But that time it was different. I was reeling from being dumped after almost twenty years of marriage. I needed to do something to make myself feel better. So without giving it much thought, I went out and bought a Jeep. I remember the day clearly. My son and I went car shopping around all the local lots. He wanted me to buy one of the many cool sports cars we saw. I convinced him that was a bad idea because 1) a newly separated 50 year old in a sports car is just too cliché, even for me and 2) more importantly, there was no place for a ski rack on any of them.
But then I saw a Jeep Cherokee sitting in one of the dealer garages in pieces. It was in excellent condition but the air conditioning was being worked on, as far as I remember. For some reason, it was the car I needed. No logic, no research. This was the car. Thinking I had almost reached a decent agreement with my former wife, and that I would soon have a little extra cash that I could make a large payment with, I signed a deal that was totally out of line for my financial situation at the time. A week later the so-called “agreement” that I had reached with her fell apart as her friends convinced her to see a lawyer. The pay-off money never materialized and I was stuck with a huge monthly payment for the next five years.
Don’t get me wrong; Jeeps are probably good vehicles if you have the money to pay for the gas and the maintenance. I didn’t. What was I thinking? I wasn’t.
If I were doing it all over again, I would have purchased a small used car that consumed gas by the spoonful. They are inexpensive when new, and there are many that are available for a very small output of cash. Both my sons purchased small used cars a few years later for under three thousand dollars and drove them for a few years. Forget status; forget feeling good, just think cheap for awhile until you get back on your feet. When you know where you stand financially, go ahead and spend again if you feel so inclined.
5) Reevaluate your recurring payments. We all get used to a certain comfort level, especially after living with someone for a couple of decades. But do you really need two or three phone lines, all those cable channels, high-speed Internet, a cell phone, and maybe even an extra vehicle with all the accompanying payments? If you shop around and get rid of things you don’t need, you can minimize monthly payments pretty quickly. Just changing my phone line to Voice Over Internet (www.vonage.ca) saved me a ton of money. Today there are many options for internet phone set-ups.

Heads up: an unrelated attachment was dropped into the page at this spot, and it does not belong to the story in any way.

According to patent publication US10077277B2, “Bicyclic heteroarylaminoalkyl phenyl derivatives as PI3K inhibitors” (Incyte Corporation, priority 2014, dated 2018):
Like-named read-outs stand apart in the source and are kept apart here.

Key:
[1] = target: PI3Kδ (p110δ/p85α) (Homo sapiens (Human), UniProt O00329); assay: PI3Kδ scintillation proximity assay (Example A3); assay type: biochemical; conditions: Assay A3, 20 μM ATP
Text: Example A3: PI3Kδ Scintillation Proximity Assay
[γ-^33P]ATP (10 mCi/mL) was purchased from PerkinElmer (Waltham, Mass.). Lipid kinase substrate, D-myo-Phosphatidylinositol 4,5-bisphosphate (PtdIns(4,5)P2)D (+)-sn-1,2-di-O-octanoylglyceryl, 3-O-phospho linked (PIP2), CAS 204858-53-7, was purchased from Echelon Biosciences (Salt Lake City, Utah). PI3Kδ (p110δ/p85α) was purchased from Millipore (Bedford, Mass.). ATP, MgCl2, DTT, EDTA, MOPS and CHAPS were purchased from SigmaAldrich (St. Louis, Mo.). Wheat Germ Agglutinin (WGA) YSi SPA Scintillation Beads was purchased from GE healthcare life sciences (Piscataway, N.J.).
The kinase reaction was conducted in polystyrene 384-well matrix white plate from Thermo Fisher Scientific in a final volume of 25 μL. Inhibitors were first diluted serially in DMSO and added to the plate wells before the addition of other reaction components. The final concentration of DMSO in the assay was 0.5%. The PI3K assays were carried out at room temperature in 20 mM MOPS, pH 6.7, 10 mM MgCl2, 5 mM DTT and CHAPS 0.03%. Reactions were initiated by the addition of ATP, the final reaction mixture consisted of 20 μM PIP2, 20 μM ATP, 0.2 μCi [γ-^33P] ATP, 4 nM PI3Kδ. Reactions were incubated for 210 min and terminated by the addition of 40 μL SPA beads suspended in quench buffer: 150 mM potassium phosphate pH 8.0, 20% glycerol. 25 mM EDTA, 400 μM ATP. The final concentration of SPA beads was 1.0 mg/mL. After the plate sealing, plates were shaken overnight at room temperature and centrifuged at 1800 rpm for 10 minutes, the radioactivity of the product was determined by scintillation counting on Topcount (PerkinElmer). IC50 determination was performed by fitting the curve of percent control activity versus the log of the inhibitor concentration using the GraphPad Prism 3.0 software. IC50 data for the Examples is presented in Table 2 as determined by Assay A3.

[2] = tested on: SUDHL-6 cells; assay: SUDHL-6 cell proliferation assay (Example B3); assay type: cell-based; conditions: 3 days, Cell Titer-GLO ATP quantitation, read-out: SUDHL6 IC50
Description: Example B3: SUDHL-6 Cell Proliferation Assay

And those damn cell phones. I have to admit it was useful when I first separated to keep in touch with my son who was bouncing back and forth between the two of us. He never knew where I was going to be and liked the idea that he could reach me whenever he needed to.
However, once I was settled again, I had no use for a mobile phone. It seems that wherever you go these days, someone is talking on one of them. Who, I ask, are they all talking to? I was sucked into the marketing frenzy like everyone else but I soon realized that it was at least another $30 or 40 per month for no reason. I hadn’t had a cell phone for forty years, why did I need one now? I didn’t. I got rid of it and didn’t miss it. For twenty-five cents I could always find a pay phone if I had to make an emergency call. Spending a quarter on a call, even if I had to spend fifteen minutes looking for a phone is cheaper than a cell monthly payment. But like lots of other things, we have been convinced that we can’t survive without one.
6) Shop around for the right credit card. Notice I said, THE right credit card. In an ideal world, it would be better to have none of these things in your wallet or purse. But if you must have one, then keep one. You don’t need ten of them. They are way too easy to use, especially when you don’t have a lot of disposable income to begin with. For some reason, the balance increases exponentially before your eyes. But the worst part of being in midlife is that every credit card company out there seems to think you are a great potential customer and continues to try to convince you to get one of their cards. And if you have been a loyal customer for years, your credit limit will continue to be increased. But it can work to your advantage.
If you receive a telemarketing call from one of them, which seemed to happen to me on a regular basis, don’t hang up right away. There will often be an enticement that makes it worthwhile to change cards. I received a call from a competing credit card company that offered me an interest rate of 4% on any outstanding debt I transferred to their card. The rate remained at 4% until it was paid off. There was no expiration date so it was well worth it.
Many also offer 2% introductory rates for the first six months. If you have a lot of outstanding debt you can save a substantial amount of interest payments in six months by changing cards.
7) Make a budget. You have basically started life over with a lot of financial changes. If you write everything down, it is much easier to keep track of what you need to change, or can change, to make life easier. Keep track of everything for a month and see where you can improve.
8) Pretend you are starting at scratch. Because you probably are.
So there are a few quick pointers on starting over financially. Most accountants agree that divorces usually result in a lose/lose situation for both partners, regardless of intentions and planning. It is up to you to plan well enough to compensate for any shortcomings in the financial department.
Think and act like you have half the money you used to…you probably do.